Build your vocabulary with Merriam-Webster's Word of the Day! Each day a Merriam-Webster editor offers insight into a fascinating new word -- explaining its meaning, current use, and little-known details about its origin.
June 1st, 2016
Episode 542 of 688 episodes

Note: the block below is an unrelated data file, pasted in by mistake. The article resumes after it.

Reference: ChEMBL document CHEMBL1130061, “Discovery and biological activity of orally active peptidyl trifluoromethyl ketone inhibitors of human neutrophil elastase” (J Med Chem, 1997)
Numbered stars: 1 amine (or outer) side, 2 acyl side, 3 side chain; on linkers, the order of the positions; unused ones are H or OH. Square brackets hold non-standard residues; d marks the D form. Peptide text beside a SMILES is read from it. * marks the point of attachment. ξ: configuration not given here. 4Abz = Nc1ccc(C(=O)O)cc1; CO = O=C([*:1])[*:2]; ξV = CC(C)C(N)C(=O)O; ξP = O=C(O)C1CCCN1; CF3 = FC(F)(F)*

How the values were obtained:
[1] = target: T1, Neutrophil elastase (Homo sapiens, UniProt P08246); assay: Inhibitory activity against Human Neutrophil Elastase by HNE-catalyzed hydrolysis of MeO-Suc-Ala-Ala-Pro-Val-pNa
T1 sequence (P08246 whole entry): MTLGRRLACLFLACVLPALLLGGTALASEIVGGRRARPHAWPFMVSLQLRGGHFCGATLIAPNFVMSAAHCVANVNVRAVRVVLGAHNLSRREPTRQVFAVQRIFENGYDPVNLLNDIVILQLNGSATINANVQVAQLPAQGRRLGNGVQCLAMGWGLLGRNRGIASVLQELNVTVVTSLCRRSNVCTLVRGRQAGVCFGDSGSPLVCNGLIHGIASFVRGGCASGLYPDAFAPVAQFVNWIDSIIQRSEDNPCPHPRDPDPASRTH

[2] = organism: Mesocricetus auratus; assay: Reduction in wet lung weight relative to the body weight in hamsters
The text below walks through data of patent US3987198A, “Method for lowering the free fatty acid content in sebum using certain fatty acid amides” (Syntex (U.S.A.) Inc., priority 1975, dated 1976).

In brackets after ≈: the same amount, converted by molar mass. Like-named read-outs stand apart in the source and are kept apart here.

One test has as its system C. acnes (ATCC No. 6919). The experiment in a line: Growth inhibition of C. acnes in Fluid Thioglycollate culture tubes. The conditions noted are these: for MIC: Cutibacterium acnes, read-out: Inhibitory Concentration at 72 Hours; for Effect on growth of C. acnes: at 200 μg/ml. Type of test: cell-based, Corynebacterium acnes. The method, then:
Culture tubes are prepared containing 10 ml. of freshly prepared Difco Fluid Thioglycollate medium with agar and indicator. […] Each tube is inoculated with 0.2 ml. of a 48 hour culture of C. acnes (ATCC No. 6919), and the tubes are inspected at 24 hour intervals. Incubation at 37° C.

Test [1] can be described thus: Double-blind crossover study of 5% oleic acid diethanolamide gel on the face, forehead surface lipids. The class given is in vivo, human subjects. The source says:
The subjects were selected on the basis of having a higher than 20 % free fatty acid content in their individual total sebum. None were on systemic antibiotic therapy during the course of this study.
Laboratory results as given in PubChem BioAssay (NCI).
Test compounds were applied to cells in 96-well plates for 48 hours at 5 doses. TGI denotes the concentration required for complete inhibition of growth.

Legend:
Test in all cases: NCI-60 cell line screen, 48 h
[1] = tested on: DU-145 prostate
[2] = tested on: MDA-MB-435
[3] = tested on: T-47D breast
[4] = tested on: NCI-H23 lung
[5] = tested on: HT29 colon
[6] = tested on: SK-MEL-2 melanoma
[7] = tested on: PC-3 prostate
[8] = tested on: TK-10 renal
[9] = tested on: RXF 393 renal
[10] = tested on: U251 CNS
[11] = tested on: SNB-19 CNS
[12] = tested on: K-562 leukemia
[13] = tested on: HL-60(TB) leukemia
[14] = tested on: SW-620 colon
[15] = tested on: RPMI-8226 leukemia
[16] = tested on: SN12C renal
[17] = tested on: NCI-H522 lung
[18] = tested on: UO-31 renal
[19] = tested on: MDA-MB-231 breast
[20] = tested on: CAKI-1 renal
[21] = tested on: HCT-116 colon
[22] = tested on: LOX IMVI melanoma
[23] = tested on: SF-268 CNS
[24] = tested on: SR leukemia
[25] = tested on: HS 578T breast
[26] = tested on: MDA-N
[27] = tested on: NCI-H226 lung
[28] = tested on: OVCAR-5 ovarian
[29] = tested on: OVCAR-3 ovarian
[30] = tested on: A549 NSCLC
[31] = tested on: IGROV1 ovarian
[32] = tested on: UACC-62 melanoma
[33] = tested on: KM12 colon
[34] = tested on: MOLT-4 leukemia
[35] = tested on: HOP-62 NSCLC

Merriam-Webster's Word of the Day for June 1, 2016 is: exemplary \ig-ZEM-pluh-ree\ adjective 1 : deserving imitation especially because of excellence : commendable 2 : serving as a warning : monitory 3 : serving as an example, instance, or illustration Examples: Members of the community who have demonstrated exemplary public service will be honored at the ceremony. "Since 1962, Big Blue's Fellows program annually honors exemplary technologists, researchers and scientists within the company." — The Poughkeepsie (New York) Journal, 25 Apr. 2016 Did you know? Since the 1500s, exemplary has been used in English for things deserving imitation. The word (and its close relatives example and exemplify) derives from the Latin noun exemplum, which means "example." Usage commentators have sometimes warned against using exemplary as if it were simply a synonym of excellent, but clear-cut instances of such usage are hard to come by. When exemplary describes something excellent, as it often does, it almost always carries the further suggestion that the thing described is worthy of imitation.